Disney had announced it at the end of 2020: its Disney+ online video on demand (SVOD) platform was going to work hard to win the hearts of adults on the continents where it would be established.

Because even if Disney+ "has grown very, very quickly" since its launch in November 2019 in the United States, the group, which reigns in youth content, has "captured all the consumers it could with this family brand" on this primary target, particularly in North America, notes Richard Cooper, director of research at Ampere Analysis, a research firm specializing in the media.

Its subscribers could however note that Disney had moved away from the universe of Mickey with the release at the beginning of the year of "Pam and Tommy", a biopic series around the theft of the "sextape" of the night of wedding of American actress Pamela Anderson and Tommy Lee, drummer of the rock band Mötley Crüe, whose distribution caused a scandal in the 1990s.

Canon trajectory

This sulphurous first step marks the ambition of the group, which is aiming for 230 to 260 million subscribers by 2024, to continue its canon trajectory in the on-demand video streaming market.

In just over two years, Disney+ has climbed into the top three worldwide with nearly 130 million subscribers in around 60 countries behind Amazon Prime video (more than 175 million in more than 200 countries and territories) and the Netflix pioneer (nearly 222 million subscribers in more than 190 countries).

Disney+'s online video on demand (SVOD) platform in May 2020 in Paris Martin BUREAU AFP/Archives

And this thanks to a gigantic catalog of content, composed among other things of the Star Wars, Pixar or Marvel universes but also from other studios (FX, National Geographic, 20th Century Fox), consequence of the acquisition by Disney in early 2019 of a large part of 21st Century Fox.

In the streaming battle, which is now being played out internationally given the saturation of the North American market, Disney is following in Netflix's footsteps: some 340 original programs are being produced outside the United States, in for broadcast within two years, including 60 series in Europe.

- "Brand activism" -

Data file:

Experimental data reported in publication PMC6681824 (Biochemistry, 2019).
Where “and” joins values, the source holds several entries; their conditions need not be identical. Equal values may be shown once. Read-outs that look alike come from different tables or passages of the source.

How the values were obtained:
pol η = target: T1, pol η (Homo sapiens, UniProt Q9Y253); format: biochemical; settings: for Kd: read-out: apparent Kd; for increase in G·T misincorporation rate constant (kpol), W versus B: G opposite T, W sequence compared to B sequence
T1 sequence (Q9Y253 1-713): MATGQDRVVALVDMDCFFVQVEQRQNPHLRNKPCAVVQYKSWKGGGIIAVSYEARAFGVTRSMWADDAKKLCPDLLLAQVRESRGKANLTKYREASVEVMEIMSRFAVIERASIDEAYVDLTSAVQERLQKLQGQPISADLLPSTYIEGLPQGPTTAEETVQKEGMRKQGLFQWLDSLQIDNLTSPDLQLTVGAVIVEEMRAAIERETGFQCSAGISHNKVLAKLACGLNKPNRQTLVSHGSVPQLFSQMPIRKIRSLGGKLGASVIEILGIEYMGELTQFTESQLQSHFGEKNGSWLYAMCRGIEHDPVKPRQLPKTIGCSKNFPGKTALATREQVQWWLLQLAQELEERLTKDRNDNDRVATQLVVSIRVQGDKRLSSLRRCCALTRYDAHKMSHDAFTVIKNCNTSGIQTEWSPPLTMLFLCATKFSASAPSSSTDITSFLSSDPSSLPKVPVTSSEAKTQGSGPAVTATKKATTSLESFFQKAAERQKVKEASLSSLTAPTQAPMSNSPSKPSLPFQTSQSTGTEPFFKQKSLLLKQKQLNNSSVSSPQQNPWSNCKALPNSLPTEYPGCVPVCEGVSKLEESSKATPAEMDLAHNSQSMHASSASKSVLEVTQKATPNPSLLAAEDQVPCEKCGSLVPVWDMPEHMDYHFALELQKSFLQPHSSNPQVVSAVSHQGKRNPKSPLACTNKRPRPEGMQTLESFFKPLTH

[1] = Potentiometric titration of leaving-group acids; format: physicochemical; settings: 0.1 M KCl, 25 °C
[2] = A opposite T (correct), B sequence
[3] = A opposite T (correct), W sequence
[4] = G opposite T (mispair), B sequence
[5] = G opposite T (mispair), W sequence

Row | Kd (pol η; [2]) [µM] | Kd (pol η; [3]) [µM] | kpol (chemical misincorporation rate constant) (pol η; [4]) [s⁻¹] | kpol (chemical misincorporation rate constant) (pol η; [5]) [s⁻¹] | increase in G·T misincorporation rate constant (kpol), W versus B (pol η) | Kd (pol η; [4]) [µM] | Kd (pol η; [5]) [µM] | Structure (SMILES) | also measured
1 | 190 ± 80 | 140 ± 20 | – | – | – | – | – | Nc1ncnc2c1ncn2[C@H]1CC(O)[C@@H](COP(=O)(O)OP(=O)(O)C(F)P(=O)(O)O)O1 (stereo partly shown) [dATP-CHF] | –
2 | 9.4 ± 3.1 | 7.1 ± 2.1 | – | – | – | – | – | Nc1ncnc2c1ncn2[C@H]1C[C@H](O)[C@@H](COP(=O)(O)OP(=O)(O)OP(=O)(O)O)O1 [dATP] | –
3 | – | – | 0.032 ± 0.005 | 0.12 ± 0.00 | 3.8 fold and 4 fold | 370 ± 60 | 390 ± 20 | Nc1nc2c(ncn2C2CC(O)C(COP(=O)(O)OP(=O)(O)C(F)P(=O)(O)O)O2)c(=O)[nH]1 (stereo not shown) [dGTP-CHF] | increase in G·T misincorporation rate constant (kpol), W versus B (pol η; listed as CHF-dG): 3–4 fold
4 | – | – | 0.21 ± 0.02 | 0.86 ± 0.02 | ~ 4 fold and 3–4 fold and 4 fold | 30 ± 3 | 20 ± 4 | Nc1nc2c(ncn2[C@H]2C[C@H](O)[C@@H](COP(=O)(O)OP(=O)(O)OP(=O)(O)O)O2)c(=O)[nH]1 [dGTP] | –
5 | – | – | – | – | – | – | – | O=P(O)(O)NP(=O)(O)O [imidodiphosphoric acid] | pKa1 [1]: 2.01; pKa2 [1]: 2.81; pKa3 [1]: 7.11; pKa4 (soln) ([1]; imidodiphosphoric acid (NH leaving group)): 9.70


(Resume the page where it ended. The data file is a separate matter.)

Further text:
On the old continent where public sector broadcasters are more numerous, "the volume of culturally relevant local content is quite high and easily accessible", which has led Disney to "choose carefully" its local productions, analyzes Richard Cooper, interviewed by AFP.

Among these, the "Oussekine" mini-series in France, online on May 11, which retraces the broken course of Malik Oussekine, a French student of Algerian origin who died in 1986 under the blows of the police or the Italian series "The ignorant angels", available since April, about a woman who discovers her late husband's lover.

Antoine Chevrollier, the French director of the mini-series "Oussekine" which will be released in May on Disney +, May 4, 2022 in Paris JULIEN DE ROSA AFP / Archives

The "Pistol" series, adapted by Danny Boyle ("Trainspotting", "Slumdog millionaire") from the memoirs of the guitarist of the British punk group "Sex Pistols", will land at the end of May while in Germany "Sam, a saxon" will tell the rise and fall of East Germany's first black policeman.

"Disney is developing an increasingly committed discourse by taking on themes relating to inclusion and diversity" to align itself with its competitors, in particular Netflix, which is already very present on these subjects, estimates with AFP Louis Wiart, professor of communication at the Free University of Brussels.

For the researcher, this positioning stems from "brand activism" which consists of "putting forward a series of commitments to strengthen its image but also to consolidate its link with the public".

On its site, Disney affirms it: it works to "amplify underrepresented voices and untold stories" in the name of "accurate representation in media and entertainment".

This "social and more liberal" ideological perspective, which appeared in the 1990s through independent heroines such as Pocahontas, Mulan or Jasmine ("Aladdin"), finds "a second wind" with adult content, carried by contemporary movements such as MeToo or Black Lives Matter, concludes Louis Wiart.

© 2022 AFP